Land Management & Acquisition FAQs

Why is my lot considered sensitive?

Sensitive means that the parcel has a Bailey Land Capability score of Class 1a, 1b, 1c, 2, or 3, OR an IPES score of less than 726.

What is the difference between the Bailey System & the IPES system?

The Bailey System and the Individual Parcel Evaluation System (IPES) were both created by the Tahoe Regional Planning Agency to rate the environmental sensitivity of parcels located in the Lake Tahoe Basin. The Bailey System was created first and rated all parcels in the Basin. The IPES system was subsequently created in 1987 and evaluated all vacant, residential parcels in the Basin. This IPES score supercedes the Bailey score on these lots. All residential parcels with an existing home on it prior to 1987 will have a Bailey score. All commercial parcels in the Lake Tahoe Basin will only have a Bailey score. Contact TRPA at or (775) 588-4547 for more information.

How much will you pay me for my lot?

A State appraiser will be hired to determine the Fair Market Value for your lot. The Conservancy pays for this appraisal. Among other factors, the value of your lot depends upon comparable sales of similar parcels, the location of your lot, and the rights available on your lot.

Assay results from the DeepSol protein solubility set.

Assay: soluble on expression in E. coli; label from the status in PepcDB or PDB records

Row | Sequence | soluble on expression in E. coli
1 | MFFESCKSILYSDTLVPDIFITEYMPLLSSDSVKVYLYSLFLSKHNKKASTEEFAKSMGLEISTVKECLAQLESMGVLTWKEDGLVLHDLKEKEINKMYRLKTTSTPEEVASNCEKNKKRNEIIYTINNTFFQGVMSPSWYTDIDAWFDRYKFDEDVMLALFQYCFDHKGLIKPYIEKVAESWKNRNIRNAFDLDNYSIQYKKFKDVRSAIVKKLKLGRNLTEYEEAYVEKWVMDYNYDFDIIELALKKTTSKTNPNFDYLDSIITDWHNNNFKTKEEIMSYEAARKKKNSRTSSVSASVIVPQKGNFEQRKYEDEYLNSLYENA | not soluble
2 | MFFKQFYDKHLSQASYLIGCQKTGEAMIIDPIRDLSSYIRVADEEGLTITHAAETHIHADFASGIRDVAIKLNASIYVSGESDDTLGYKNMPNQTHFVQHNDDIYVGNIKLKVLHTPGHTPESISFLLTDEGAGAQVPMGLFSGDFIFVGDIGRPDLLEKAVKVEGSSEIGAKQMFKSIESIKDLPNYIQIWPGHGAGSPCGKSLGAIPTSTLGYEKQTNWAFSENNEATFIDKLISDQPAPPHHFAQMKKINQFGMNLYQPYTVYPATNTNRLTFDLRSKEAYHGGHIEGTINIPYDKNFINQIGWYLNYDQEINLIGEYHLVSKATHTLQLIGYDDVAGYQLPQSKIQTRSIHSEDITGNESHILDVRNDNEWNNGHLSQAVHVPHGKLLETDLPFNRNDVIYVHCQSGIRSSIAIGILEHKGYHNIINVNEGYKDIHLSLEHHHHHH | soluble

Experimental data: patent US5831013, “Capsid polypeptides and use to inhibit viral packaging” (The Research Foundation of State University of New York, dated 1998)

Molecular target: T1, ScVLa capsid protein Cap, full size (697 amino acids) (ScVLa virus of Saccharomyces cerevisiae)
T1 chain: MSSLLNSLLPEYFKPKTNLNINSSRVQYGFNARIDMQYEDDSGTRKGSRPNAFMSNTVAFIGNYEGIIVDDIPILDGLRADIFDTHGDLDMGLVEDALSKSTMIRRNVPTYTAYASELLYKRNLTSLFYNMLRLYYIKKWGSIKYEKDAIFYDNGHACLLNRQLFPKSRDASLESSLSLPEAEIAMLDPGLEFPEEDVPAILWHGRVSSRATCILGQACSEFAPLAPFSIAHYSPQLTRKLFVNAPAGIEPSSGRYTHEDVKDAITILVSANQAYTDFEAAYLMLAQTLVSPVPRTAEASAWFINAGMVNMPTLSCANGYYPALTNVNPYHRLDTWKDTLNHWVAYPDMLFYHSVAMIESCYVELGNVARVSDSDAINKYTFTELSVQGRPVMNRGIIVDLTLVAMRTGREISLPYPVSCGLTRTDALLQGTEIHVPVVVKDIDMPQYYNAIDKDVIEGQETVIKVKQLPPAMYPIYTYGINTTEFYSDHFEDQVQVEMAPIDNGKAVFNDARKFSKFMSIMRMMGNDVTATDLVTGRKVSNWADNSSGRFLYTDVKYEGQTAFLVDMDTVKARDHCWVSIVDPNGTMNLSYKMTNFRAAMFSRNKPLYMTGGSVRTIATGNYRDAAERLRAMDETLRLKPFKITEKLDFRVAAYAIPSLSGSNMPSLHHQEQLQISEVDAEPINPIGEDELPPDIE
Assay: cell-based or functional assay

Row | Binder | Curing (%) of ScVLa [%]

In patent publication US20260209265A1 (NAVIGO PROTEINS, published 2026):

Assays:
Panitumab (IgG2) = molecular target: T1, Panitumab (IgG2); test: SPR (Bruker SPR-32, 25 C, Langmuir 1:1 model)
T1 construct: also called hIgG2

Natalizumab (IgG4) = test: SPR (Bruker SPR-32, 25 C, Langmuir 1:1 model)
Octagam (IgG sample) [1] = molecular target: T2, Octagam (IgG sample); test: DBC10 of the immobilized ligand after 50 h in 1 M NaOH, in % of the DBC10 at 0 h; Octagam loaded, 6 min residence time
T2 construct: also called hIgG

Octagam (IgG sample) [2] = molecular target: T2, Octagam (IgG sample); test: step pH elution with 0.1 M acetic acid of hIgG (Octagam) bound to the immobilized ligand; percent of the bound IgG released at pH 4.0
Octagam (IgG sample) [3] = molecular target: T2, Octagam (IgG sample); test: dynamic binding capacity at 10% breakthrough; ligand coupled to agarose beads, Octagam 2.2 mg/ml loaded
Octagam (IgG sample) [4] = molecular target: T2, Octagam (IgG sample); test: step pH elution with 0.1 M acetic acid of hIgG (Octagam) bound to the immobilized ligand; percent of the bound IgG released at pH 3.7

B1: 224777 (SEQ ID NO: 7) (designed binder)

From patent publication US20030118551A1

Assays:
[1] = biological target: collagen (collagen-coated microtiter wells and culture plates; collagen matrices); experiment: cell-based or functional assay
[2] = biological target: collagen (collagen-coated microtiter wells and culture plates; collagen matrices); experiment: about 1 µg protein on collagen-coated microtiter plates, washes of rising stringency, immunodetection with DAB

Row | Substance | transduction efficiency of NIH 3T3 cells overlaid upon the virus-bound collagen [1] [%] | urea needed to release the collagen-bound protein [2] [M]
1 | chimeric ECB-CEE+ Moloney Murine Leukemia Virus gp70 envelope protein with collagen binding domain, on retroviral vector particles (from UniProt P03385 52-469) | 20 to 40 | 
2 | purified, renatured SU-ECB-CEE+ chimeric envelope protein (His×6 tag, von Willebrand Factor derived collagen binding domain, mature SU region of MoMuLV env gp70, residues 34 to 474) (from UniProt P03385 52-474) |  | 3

Will I be reimbursed for tax payments?

The taxes on your property will need to be paid by you while you still own the lot, and until escrow closes.

Can I donate my property to the Conservancy?

The Conservancy can either accept a full donation or arrange a bargain-sale of your lot if it is deed-restricted to open space.

If I donate my property, what tax write-off can I make?

To determine the amount of eligible tax write-off, contact your accountant or attorney.

How can I be assured that the Conservancy won’t re-sell my property in the future?